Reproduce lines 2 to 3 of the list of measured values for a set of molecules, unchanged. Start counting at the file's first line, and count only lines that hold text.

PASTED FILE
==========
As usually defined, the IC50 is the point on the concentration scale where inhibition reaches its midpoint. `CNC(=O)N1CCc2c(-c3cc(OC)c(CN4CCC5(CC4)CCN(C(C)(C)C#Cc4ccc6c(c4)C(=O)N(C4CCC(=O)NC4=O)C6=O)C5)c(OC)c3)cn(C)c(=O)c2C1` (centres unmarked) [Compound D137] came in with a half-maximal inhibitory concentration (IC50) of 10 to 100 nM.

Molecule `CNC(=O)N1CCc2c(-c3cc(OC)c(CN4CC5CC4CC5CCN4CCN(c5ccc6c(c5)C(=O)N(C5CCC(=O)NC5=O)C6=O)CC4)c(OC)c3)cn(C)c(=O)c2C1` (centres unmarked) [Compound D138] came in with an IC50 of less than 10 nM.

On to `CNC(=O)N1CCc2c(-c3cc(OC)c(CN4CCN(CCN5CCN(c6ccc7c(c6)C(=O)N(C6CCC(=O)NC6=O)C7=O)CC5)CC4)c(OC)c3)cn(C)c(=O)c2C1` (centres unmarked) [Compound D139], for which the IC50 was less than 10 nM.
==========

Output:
Molecule `CNC(=O)N1CCc2c(-c3cc(OC)c(CN4CC5CC4CC5CCN4CCN(c5ccc6c(c5)C(=O)N(C5CCC(=O)NC5=O)C6=O)CC4)c(OC)c3)cn(C)c(=O)c2C1` (centres unmarked) [Compound D138] came in with an IC50 of less than 10 nM.

On to `CNC(=O)N1CCc2c(-c3cc(OC)c(CN4CCN(CCN5CCN(c6ccc7c(c6)C(=O)N(C6CCC(=O)NC6=O)C7=O)CC5)CC4)c(OC)c3)cn(C)c(=O)c2C1` (centres unmarked) [Compound D139], for which the IC50 was less than 10 nM.